[Tibet. Recommendation] column for the strong dissemination effect of the collection to recommend to buyers the selected art treasures by experts at the first level of national appraisal, to bridge the gap for Tibetans, so that the value of thousands of art treasures are excavated and valued, and high-priced transactions can be concluded in the auction.
【名 称】： 大清铜币
【藏 品 类 型】: 钱 币
【藏 品 年 代】： 清 代
【藏 品 信 息】: 直径：33.4mm 重：13.94g
[name]: copper coin of Qing Dynasty
[collection type]: Coins
Collection date: Qing Dynasty
[collection information]: diameter: 33.4mm weight: 13.94g
此枚钱币钱面中央为“大清铜币”四个汉字，内嵌一小字“川”代表地名，上端是满文“大清铜币”字样，两侧为年份“已酉”，边缘中间分别“度支部”，下端为“当制钱二十文”；钱背中央为蟠龙，上端是“宣统年造”，下端英文“Tai-Ching Ti-KuoCopperCoin(大清帝国铜币)”字样。其钱面包浆牢固，流通痕迹明显，颇具皇家风范。 此类铜元铸币不多，辛亥革命爆发，清王朝灭亡，故铸币有限，存世稀少罕见，极具收藏价值
The copper coins of the Qing Dynasty, in 1904, imitated the copper coins of Hubei Province, and changed the five characters "made by Sichuan official bureau" to "made in Sichuan Province". In July 1905, the Qing government ordered all provinces to change the "Guangxu Yuanbao" copper coins into "big Qing copper coins", and to add the abbreviations in yin or yang to the center of the coins. There were three kinds of copper coins in Sichuan Province, namely Dang 5, Dang 10 and Dang 20 with the center of "Chuan". In September of the same year, the Hubu Department of the Qing government was renamed "Du branch", but the inscription of "Da Qing copper coin" cast by the copper yuan bureaus of all provinces still used the word "Hubu". Only the Ji inscription of the copper coin of the first year of Xuantong in Sichuan was changed to "Du branch". As a result, Sichuan copper yuan became one of the characteristics of the national copper yuan. A branch in charge of financial affairs in Qing Dynasty. In the Qing Dynasty, Hubu was responsible for financial management. In 1906, the Yamen of the Ministry of finance was reorganized and renamed as Du branch. The civil affairs in charge were assigned to the Ministry of civil affairs, and the officials in charge were Duzhi ministers, and the left and right servants, the right and left ministers, the left and right counsellors, and the second Hall of Chengzheng, Caocang, taxation, guanxi, Tongfu and kucang were set up Ten departments, such as low salary, military pay, system and use, accounting, and gold and silver Treasury.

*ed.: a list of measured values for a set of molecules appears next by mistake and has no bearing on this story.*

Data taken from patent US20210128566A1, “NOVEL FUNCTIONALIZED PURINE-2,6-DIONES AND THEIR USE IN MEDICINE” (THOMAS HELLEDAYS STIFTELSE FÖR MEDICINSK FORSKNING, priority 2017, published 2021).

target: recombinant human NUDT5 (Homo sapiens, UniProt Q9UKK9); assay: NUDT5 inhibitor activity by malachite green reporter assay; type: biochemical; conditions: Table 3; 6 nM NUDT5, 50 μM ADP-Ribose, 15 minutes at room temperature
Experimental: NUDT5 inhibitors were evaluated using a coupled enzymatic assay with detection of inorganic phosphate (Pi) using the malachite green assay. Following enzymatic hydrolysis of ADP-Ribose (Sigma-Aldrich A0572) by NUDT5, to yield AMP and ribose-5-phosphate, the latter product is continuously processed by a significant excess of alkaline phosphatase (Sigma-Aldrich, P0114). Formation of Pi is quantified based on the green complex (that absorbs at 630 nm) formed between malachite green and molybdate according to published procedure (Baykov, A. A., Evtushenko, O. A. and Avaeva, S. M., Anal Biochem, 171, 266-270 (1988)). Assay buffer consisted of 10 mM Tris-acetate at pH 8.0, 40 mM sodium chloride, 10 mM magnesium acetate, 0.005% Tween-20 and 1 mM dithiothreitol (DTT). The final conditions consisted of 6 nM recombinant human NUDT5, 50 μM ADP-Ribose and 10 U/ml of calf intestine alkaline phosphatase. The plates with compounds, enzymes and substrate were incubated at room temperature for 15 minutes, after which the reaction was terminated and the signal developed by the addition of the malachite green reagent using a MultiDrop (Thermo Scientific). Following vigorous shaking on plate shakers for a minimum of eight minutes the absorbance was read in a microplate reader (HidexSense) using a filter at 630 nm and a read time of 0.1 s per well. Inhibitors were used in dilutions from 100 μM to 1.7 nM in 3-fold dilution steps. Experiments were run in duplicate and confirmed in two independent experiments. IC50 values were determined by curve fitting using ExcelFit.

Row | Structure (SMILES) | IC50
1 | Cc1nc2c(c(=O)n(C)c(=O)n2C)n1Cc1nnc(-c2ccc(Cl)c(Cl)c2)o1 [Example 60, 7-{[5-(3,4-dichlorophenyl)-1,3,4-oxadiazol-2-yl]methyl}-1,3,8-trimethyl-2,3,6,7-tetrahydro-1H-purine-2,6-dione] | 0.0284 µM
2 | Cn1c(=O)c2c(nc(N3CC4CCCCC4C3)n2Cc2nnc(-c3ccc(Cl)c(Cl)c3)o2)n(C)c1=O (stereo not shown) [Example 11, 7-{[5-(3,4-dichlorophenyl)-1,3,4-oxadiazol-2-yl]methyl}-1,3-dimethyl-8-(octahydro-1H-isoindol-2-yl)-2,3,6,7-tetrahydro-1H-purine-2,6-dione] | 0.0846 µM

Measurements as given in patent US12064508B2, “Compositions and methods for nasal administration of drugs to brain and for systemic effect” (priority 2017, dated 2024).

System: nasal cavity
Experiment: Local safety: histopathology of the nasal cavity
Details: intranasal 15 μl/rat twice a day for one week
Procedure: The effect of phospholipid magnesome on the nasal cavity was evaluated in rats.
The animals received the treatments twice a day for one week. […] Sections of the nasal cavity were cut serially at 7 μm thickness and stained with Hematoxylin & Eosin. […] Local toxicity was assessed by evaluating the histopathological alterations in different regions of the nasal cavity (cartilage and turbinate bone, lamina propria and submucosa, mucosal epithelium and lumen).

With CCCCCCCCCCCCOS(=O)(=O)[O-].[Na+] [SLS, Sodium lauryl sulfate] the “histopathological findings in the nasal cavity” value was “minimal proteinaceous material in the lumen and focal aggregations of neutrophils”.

The difference between this copper coin of Qing Dynasty and the common copper coin of Qing Dynasty is that there is "Du branch" on the obverse rather than "Hubu". In fact, these two names represent the institutions in charge of financial affairs. Only in the 32nd year of the reign of Emperor Guangxu of the Qing Dynasty, the Hubu was renamed as the Du branch due to the reorganization. Compared with the name of "Hubu", the existence time of "Du branch" is very short, and the reign time of emperor Xuantong is only three years. It can be imagined that the rarity of this copper coin of Du branch in Xuantong year is immeasurable compared with other editions.
In the center of the coin, there are four Chinese characters of "Da Qing copper coin", embedded with a small character "Chuan" to represent the place name. At the top is the Manchu character "Da Qing copper coin", with the year "Jiyou" on both sides, and "Du branch" in the middle of the edge, and "Dang Qian 20 Wen" at the bottom; the central part of the coin is Panlong, the upper end is "Xuantong Nian Zao", and the lower part is "Tai Ching" Ti kuocoppercoin. Its money bread pulp is firm, circulation trace is obvious, quite royal style. This kind of copper coin is rare and rare, and it has great collection value
China is the first country in the world to use metal coins, which has a history of more than 4000 years. In the process of development, China's monetary system with Oriental color has been formed, which is unique in the history of world currency.
As one of the top ten honorary products in modern China's coin making, the Qing Dynasty copper coins have always been welcomed by coin collectors, and the format is also very complicated. From Emperor Guangxu to Emperor Xuantong, the copper coins of Qing Dynasty were issued as the main circulating currency. Its birth was related to the reform of the currency system in the late Qing Dynasty, and has a special historical significance.